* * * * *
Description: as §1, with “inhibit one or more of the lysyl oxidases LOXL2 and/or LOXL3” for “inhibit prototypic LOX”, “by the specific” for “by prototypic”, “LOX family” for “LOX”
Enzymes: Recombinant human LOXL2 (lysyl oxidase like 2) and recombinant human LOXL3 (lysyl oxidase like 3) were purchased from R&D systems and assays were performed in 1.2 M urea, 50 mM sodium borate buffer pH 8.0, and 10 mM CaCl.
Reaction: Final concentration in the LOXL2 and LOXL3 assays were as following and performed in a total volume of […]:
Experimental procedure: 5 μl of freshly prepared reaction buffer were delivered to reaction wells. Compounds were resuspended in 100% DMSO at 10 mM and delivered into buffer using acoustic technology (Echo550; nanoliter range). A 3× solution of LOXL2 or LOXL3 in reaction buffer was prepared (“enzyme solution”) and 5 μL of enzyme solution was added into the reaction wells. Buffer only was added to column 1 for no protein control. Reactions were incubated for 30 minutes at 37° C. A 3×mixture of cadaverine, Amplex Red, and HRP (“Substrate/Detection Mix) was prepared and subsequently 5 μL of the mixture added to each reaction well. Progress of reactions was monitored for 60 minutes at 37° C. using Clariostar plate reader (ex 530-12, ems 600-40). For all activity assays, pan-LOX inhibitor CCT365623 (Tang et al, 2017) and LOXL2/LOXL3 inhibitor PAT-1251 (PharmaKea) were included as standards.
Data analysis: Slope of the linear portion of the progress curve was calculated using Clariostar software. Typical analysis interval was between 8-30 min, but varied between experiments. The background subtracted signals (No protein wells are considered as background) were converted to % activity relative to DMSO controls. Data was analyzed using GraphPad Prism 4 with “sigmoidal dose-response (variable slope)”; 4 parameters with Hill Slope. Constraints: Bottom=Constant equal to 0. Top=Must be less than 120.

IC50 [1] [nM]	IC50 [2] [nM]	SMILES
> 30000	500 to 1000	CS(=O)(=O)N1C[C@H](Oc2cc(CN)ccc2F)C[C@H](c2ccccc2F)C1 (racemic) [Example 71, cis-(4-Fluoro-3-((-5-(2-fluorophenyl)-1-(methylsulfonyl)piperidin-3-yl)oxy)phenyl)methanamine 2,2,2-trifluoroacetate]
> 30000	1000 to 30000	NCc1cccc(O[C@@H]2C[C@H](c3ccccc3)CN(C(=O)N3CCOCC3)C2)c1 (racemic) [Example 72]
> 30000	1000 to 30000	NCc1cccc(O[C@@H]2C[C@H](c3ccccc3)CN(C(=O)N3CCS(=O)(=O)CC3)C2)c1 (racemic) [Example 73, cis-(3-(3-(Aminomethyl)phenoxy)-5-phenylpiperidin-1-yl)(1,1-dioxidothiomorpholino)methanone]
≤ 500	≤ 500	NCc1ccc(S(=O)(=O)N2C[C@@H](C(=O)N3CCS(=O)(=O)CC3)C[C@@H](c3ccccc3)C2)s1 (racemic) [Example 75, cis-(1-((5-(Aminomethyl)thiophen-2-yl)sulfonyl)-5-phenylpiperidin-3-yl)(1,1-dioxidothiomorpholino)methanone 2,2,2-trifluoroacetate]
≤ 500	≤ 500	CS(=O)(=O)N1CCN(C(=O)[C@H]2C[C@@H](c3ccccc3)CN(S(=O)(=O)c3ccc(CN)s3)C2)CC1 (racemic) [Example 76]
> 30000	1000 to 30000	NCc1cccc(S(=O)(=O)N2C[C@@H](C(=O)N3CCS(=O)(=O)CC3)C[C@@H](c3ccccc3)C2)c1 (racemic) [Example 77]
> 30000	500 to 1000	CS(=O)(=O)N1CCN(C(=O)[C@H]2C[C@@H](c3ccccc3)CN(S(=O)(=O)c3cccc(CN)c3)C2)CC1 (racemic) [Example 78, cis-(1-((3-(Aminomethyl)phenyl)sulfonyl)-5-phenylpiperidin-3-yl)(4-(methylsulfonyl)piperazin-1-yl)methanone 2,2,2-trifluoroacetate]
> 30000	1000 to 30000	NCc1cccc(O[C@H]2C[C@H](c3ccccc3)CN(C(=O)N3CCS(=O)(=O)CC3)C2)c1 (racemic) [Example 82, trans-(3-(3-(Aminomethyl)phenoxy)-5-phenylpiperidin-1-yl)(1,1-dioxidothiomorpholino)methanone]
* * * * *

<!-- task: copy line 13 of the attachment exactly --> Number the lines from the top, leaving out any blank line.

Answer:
> 30000	500 to 1000	CS(=O)(=O)N1CCN(C(=O)[C@H]2C[C@@H](c3ccccc3)CN(S(=O)(=O)c3cccc(CN)c3)C2)CC1 (racemic) [Example 78, cis-(1-((3-(Aminomethyl)phenyl)sulfonyl)-5-phenylpiperidin-3-yl)(4-(methylsulfonyl)piperazin-1-yl)methanone 2,2,2-trifluoroacetate]